Wednesday, November 23, 2011

A reply to a YouTube video called "Untangling the church music debate"

      I realize this video is satiric.  I like satire, even when the shoe is on the other foot.  This video made me laugh, angry, and jealous.  There are people who have legitimate questions about church music.  Though not everyone approaches the topic with a sincere desire to know the truth from God’s Word, there are those who do.  Often the answers to their questions are just as hollow as the answers from the character purported to represent the conservative.  The stupidity of certain responses made me laugh.  What made me angry is the serious tone (that aspect of satire) that is supposed to reveal the folly of its recipient.  Basically, godly music advocates are ridiculed.  I could have easily dismissed this video as a time waster.  Perhaps I should have, and perhaps it is.  But then as I thought about how I would respond towards a serious seeker about godly music, I would hope that I could give a more substantive answer than what was portrayed.  This is where my jealousy kicked in.  Not that I am a spiritual giant of any kind, but I am jealous for God’s holiness.  God is gracious in giving us His Word.  His Word is the substantive answer that I would hope to ever give.  Therefore, If no one else benefits from this reply, at least I have gotten a little more exposed to His Word.  Naturally, some would say His Word is vague, and that what I present is merely my opinion on the Bible.  Anyone looking at the evidence can conclude that these responses are quite objective.  The Bible is simple and clear on the topic of music.  I do not intend to transform my blog into something like Religious Affections (which has terrific information about godly music, and many would do well to consult).  I only wish to reply ever so briefly, hopefully even more ephemeral than my introduction.

1.  About those drums
     Rhythm is a part of music.  Melody, harmony, and rhythm are what constitute music.  The Bible speaks of melody directly (Isa. 23:16; 51:3; Amos 5:23; Eph. 5:19) harmony (2 Cor. 6:15), but doesn’t refer to rhythm at all.  We shouldn’t infer that rhythm is bad (even if it causes our foot to tap), what we should infer is that rhythm isn’t priority in the musical component of godly music.  The problem with bad music is its emphasis of rhythm.  Contrary to the video, the Bible doesn’t say anywhere to praise God with the drums.  Instruments are regulated in the Bible.  For example, in the Old Testament out of several instruments only four instruments are sanctified for direct corporate Temple worship.  The "backbeat" is the main characteristic of the rock genre.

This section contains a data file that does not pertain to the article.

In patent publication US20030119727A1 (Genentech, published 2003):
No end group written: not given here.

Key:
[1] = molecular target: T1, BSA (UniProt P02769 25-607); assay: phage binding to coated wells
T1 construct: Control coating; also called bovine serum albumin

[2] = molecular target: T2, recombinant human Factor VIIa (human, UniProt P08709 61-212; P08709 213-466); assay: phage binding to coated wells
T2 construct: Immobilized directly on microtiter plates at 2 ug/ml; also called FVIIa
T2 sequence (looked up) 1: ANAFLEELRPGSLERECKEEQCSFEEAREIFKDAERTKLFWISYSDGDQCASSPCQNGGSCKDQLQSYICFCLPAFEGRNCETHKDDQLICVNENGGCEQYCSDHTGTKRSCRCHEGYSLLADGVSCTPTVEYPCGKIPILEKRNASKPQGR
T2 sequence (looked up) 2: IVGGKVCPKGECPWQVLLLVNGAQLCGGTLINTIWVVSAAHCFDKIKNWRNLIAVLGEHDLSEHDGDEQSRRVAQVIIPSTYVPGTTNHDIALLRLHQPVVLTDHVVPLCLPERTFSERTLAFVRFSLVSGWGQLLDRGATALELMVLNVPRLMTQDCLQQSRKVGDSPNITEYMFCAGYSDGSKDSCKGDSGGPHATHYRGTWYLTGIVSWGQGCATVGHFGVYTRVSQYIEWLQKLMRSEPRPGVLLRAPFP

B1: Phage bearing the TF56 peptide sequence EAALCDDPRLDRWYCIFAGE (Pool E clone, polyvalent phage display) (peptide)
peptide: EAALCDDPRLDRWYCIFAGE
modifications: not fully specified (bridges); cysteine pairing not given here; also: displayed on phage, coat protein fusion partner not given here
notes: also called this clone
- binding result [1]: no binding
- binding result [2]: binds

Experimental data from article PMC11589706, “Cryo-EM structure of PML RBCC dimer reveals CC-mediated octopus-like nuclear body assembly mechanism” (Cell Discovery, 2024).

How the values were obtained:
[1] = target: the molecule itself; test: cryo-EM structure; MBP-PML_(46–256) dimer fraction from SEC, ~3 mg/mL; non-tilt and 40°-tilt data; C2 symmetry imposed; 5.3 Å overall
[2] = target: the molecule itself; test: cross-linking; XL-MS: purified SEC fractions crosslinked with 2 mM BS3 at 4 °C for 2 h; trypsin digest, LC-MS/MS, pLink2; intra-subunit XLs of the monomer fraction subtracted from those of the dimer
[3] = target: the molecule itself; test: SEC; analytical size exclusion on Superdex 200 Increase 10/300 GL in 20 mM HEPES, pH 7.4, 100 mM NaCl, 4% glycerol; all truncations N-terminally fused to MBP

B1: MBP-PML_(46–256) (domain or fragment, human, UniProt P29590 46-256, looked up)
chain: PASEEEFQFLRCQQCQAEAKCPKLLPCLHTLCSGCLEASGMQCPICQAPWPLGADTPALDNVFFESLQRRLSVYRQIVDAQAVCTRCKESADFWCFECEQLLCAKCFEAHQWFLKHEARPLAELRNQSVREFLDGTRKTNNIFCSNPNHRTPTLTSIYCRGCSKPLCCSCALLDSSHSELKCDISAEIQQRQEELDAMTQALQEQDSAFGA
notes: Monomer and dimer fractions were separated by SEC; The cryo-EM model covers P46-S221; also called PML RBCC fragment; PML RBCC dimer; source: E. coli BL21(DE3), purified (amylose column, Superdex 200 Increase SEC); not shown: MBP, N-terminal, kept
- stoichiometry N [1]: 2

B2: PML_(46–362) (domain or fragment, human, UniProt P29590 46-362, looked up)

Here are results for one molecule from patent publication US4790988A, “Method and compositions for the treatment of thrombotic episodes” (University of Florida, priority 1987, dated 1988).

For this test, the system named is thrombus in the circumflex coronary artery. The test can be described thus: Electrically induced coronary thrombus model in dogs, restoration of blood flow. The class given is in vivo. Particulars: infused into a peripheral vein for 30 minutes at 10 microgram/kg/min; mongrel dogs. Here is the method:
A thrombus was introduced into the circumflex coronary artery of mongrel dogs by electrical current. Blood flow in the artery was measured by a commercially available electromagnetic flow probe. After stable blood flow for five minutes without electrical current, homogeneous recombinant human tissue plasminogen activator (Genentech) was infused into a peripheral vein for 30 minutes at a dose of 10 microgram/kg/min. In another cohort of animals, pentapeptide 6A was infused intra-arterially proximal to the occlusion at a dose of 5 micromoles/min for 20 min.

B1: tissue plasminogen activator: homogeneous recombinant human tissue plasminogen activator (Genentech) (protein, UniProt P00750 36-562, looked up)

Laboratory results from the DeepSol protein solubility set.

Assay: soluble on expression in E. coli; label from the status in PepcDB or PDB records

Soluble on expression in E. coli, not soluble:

2.  About holding the microphones
     Moot.  I would take more issues with the message of the music and how a song or a piece is performed.  I prefer not to hold a microphone, but that’s just me.

3.  About sensual music
     Sensual pertains to the flesh as opposed to the spirit or the soul.  The Bible recognizes that wisdom can be characterized as sensual in James 3:15.  People can also be characterized as sensual (see 1 Cor. 2:14; Jude 1:19).  Musically speaking, sensual music is flesh-gratifying, rhythm-driven music.  Godly music is similar to godliness in the Christian life, it isn’t dominated by the flesh, rather it is dominated by the Spirit which is ever opposing the flesh (Galatians 5:16-26; 1 Pet. 2:11; 1 John 2:16-17).

4.  About those standards
     The issue of standards relates largely to one’s hermeneutics.  Faulty and liberal hermeneutics result in disaster.  Our standards (conventional walls) are in place to protect our convictions (Bible-based beliefs).  While standards change, convictions don’t.  We believe the Bible gives a number of principles about music; therefore we apply them to today.  The principles (though I am not going to enumerate them at this time) are plainly laid out in the Scriptures.  This would be a worthy blog article for sure.  Many books reiterate the Scriptures here.  (like "The Battle for Christian Music" by Tim Fisher,  "Sound Music or Sounding Brass" by Pastor Kent Brandenburg).

5.  About majoring in music at a Christian College
     You don’t need to major in music to speak about music.  The Bible isn’t a textbook.

6.  About music which is godly and not just what we are accustomed to
     Music has a natural or inherent distinction in its message.  This can be conventional or communal, but isn’t just limited to one’s tradition or culture.  The American Flag has some colors that are conventionally recognized, largely in this country.  A foreigner may not associate the colors red, white and blue with the American flag.  The colors carry a conventional meaning.  But if you place anyone in the middle of a brewing storm, and the dark clouds signal to all, that it is about to rain.  The dark clouds carry a natural meaning regardless of convention.  Basically, you can tell whether music is good or bad through listening to its distinguishing element or message. 

7.  About the saxophone
     We dealt with instrumentation on point number one.

8.  About classical and jazz music
     Many people don’t "get" Classical music.  I don’t particularly care for it.  It seems obvious that Classical music is an expression of excellent and beautiful music.  We can listen to secular music as long as it isn’t worldy.  The issue of jazz relates more towards the question of association, and I have not thought through that topic as of yet.

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